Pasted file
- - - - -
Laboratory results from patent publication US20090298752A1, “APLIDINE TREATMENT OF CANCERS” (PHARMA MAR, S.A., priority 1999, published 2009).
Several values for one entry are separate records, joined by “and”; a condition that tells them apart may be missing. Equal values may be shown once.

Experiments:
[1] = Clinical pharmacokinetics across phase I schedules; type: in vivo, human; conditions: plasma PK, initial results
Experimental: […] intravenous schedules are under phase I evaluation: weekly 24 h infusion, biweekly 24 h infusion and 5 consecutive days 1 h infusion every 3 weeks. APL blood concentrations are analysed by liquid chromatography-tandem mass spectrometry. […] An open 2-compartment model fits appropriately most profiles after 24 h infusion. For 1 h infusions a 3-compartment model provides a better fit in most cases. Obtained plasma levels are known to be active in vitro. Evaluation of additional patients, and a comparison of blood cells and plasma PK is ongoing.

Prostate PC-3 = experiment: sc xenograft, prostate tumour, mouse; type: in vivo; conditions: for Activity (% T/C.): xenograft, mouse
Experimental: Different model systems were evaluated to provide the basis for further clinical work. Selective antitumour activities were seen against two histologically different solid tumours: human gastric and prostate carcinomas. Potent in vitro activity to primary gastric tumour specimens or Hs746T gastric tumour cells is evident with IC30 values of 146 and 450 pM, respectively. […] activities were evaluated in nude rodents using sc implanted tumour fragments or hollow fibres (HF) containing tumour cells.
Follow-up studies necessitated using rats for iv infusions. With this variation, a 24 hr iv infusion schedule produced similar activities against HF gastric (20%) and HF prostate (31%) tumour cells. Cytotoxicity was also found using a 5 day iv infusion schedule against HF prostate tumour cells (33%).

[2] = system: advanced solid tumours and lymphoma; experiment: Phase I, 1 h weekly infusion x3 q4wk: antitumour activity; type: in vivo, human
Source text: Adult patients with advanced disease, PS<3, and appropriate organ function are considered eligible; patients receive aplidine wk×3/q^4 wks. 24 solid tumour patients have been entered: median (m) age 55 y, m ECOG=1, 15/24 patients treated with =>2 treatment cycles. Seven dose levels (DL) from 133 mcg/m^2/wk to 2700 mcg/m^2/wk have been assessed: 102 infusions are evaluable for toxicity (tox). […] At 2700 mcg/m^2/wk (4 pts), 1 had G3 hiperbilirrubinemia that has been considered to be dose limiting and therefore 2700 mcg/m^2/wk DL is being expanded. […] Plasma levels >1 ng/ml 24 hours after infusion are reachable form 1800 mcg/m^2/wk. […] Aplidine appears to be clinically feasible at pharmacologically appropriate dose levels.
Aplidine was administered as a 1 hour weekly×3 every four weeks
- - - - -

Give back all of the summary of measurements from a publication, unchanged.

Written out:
Laboratory results from patent publication US20090298752A1, “APLIDINE TREATMENT OF CANCERS” (PHARMA MAR, S.A., priority 1999, published 2009).
Several values for one entry are separate records, joined by “and”; a condition that tells them apart may be missing. Equal values may be shown once.

Experiments:
[1] = Clinical pharmacokinetics across phase I schedules; type: in vivo, human; conditions: plasma PK, initial results
Experimental: […] intravenous schedules are under phase I evaluation: weekly 24 h infusion, biweekly 24 h infusion and 5 consecutive days 1 h infusion every 3 weeks. APL blood concentrations are analysed by liquid chromatography-tandem mass spectrometry. […] An open 2-compartment model fits appropriately most profiles after 24 h infusion. For 1 h infusions a 3-compartment model provides a better fit in most cases. Obtained plasma levels are known to be active in vitro. Evaluation of additional patients, and a comparison of blood cells and plasma PK is ongoing.

Prostate PC-3 = experiment: sc xenograft, prostate tumour, mouse; type: in vivo; conditions: for Activity (% T/C.): xenograft, mouse
Experimental: Different model systems were evaluated to provide the basis for further clinical work. Selective antitumour activities were seen against two histologically different solid tumours: human gastric and prostate carcinomas. Potent in vitro activity to primary gastric tumour specimens or Hs746T gastric tumour cells is evident with IC30 values of 146 and 450 pM, respectively. […] activities were evaluated in nude rodents using sc implanted tumour fragments or hollow fibres (HF) containing tumour cells.
Follow-up studies necessitated using rats for iv infusions. With this variation, a 24 hr iv infusion schedule produced similar activities against HF gastric (20%) and HF prostate (31%) tumour cells. Cytotoxicity was also found using a 5 day iv infusion schedule against HF prostate tumour cells (33%).

[2] = system: advanced solid tumours and lymphoma; experiment: Phase I, 1 h weekly infusion x3 q4wk: antitumour activity; type: in vivo, human
Source text: Adult patients with advanced disease, PS<3, and appropriate organ function are considered eligible; patients receive aplidine wk×3/q^4 wks. 24 solid tumour patients have been entered: median (m) age 55 y, m ECOG=1, 15/24 patients treated with =>2 treatment cycles. Seven dose levels (DL) from 133 mcg/m^2/wk to 2700 mcg/m^2/wk have been assessed: 102 infusions are evaluable for toxicity (tox). […] At 2700 mcg/m^2/wk (4 pts), 1 had G3 hiperbilirrubinemia that has been considered to be dose limiting and therefore 2700 mcg/m^2/wk DL is being expanded. […] Plasma levels >1 ng/ml 24 hours after infusion are reachable form 1800 mcg/m^2/wk. […] Aplidine appears to be clinically feasible at pharmacologically appropriate dose levels.
Aplidine was administered as a 1 hour weekly×3 every four weeks